Our Correspondent

Mandi Ahmedgarh, December 16
Welcoming the surrender of a British passport by Mr Jasvir Singh Jassi Khangura, a likely nominee of the Congress from the Kilaraipur Assembly constituency, a large number of activists of the youth wing of the party from 33 villages of Dehlon block extended support to the junior Khangura at rallies held at Dehlon and Kalakh villages near here today.

Claiming to have played a significant role in bringing grants worth more than Rs 80 crore for the development of the area during the present Congress regime, Mr Khangura assured the youth that he, like his father Mr Jagpal Singh Khangura, would leave no stone unturned to continue development works if the party was given another term.

Addressing gatherings at Dehlon and Kalakh villages, the junior Khangura claimed that his family had impressed upon Capt Amarinder Singh, Chief Minister, to send grants worth more than Rs 80 crore during the past five years.

"Besides getting roads constructed at a cost of Rs 32 crore, we succeeded in getting drains repaired and new ones constructed at a cost of Rs 18.3 crore. Besides the development works undertaken by the government, massive plans were launched from our own resources," he said, adding that their political opponents could not get the Dehlon-Pakhowal road widened, for which a former Chief Minister, Mr Parkash Singh Badal, had made a public announcement thrice during his tenure as Chief Minister.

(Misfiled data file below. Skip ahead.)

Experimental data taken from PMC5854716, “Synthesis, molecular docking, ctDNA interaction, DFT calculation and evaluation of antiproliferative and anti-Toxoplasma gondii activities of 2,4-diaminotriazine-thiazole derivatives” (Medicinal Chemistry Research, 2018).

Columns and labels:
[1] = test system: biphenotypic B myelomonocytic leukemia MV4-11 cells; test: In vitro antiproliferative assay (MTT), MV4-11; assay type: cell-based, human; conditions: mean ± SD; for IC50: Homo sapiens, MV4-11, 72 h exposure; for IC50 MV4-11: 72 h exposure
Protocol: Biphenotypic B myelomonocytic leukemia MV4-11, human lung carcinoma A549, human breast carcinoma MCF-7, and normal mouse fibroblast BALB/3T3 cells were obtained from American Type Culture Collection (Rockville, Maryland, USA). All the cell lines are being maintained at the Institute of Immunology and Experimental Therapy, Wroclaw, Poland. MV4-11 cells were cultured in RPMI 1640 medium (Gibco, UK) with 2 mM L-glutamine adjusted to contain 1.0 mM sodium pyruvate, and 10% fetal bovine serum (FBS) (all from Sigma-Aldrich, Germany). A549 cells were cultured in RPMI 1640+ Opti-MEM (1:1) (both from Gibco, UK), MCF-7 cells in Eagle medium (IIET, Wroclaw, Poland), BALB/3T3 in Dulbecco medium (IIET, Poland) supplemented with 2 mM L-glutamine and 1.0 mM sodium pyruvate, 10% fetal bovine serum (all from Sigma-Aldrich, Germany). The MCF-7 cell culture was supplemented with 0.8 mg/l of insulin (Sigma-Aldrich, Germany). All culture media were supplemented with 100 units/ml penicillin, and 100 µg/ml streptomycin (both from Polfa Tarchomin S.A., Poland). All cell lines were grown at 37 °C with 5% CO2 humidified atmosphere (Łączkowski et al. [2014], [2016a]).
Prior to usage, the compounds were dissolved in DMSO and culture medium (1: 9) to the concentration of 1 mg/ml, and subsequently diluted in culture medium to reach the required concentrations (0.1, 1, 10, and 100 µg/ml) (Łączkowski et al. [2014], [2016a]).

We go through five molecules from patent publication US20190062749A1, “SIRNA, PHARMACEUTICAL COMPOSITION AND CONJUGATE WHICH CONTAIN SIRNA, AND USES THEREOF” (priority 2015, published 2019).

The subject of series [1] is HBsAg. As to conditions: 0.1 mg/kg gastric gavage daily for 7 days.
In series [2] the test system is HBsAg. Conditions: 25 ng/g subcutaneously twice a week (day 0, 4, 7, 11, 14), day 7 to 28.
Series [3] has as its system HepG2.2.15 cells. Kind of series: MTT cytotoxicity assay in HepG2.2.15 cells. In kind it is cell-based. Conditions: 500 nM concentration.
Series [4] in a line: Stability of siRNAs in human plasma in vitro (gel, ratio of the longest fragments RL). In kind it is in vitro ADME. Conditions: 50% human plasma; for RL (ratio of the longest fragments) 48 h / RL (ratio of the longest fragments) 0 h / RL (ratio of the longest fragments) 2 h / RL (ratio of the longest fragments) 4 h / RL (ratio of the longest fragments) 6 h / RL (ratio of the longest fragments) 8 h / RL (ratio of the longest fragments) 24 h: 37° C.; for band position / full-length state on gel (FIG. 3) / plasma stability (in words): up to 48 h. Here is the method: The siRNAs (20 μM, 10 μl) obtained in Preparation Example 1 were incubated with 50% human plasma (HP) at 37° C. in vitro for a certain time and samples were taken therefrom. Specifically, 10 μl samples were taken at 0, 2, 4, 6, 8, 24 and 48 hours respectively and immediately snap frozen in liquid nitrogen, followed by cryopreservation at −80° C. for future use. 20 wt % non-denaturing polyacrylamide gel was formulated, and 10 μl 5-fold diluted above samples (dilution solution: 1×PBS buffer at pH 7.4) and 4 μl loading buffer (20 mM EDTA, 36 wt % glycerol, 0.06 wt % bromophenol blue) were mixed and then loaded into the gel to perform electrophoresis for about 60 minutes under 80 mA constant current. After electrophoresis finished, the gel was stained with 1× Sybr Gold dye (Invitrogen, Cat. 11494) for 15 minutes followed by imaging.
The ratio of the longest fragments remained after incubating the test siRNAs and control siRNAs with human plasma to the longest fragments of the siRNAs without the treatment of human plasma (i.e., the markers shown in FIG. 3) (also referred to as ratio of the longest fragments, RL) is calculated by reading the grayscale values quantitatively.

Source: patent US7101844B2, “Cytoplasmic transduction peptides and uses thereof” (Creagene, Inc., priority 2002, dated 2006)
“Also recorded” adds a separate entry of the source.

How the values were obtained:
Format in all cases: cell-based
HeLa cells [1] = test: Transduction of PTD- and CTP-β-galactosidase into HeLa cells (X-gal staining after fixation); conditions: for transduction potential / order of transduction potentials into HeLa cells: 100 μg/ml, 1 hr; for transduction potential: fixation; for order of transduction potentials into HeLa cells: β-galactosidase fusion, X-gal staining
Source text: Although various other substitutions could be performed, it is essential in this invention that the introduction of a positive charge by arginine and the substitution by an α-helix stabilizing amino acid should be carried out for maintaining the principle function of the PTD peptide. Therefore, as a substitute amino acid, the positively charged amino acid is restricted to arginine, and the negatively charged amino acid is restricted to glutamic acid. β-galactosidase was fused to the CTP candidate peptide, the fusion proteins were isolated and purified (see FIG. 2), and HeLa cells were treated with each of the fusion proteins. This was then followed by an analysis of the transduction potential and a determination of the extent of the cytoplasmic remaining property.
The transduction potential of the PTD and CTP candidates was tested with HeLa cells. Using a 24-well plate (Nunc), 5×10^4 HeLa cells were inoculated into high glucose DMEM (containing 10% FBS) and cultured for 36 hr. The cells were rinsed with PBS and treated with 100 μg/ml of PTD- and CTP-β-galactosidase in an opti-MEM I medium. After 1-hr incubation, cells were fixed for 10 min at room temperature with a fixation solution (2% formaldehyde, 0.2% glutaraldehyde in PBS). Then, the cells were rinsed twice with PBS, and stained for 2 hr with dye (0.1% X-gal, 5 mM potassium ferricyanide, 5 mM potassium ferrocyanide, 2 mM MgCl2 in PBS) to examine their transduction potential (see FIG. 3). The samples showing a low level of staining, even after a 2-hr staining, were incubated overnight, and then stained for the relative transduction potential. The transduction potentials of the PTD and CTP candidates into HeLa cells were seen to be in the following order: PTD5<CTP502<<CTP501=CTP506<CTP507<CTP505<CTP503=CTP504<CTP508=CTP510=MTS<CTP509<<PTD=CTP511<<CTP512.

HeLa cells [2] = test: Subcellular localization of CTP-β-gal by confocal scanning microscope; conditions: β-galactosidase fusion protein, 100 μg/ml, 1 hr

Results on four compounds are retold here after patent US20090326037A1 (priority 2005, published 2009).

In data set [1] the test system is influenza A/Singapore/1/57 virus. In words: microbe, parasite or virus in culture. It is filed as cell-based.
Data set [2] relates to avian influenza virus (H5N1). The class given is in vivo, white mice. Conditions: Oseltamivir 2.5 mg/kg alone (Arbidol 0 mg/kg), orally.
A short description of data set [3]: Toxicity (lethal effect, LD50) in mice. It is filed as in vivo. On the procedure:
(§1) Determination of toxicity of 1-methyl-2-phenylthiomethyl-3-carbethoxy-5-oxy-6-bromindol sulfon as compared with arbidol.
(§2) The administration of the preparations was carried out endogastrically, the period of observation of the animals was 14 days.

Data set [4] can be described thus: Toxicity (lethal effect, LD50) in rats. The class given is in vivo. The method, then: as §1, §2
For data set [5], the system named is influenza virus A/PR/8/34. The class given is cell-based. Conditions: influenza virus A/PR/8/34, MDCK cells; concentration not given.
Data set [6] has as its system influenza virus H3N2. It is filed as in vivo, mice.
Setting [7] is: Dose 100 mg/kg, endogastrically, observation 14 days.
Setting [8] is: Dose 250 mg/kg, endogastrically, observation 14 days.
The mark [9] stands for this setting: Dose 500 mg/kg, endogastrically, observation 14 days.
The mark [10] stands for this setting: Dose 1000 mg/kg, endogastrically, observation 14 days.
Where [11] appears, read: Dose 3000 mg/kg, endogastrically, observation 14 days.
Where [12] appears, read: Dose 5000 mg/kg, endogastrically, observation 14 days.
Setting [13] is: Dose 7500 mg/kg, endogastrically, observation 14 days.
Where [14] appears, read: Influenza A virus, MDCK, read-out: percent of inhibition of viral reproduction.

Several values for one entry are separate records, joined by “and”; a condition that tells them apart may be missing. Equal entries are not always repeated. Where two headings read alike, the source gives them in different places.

Mr Jassi called upon the youth to shun the practice of going abroad through illegal means and stressed that they should get educated before planning to go in search of greener pastures abroad.

When Mr Jassi announced that he had surrendered his British passport, activists announced full support during the coming elections.

Mr Raghu Nandan Sharma, chairman, Market Committee, Malaudh, Mr Jatinder Laddi, general secretary, District Congress, Mr Ranjit Singh Mangat, general secretary of the state youth wing of the party, and Mr Maha Singh Rurka spoke on the occasion.

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Cong ticket: Brahmins want fair deal
Tribune News Service

Ludhiana December 16
The Parshuram Brahmin Sabha, Punjab, has demanded adequate representation in the Congress while choosing the candidates for the forthcoming elections in Punjab.

In a letter addressed to Mr Janardhan Dwivedi, the Congress general secretary and in charge, party affairs, Punjab, the sabha president, Dr B.K. Dat said Brahmins could play a decisive role in 25 Assembly segments in Punjab, which was quite a significant number.

Dr Dat said, the Brahmins were feeling ignored and marginalised under the current regime. He said, the representation of the Brahmins in various government jobs had come down drastically and also the caste- based reservation had almost sealed their chances of getting anywhere.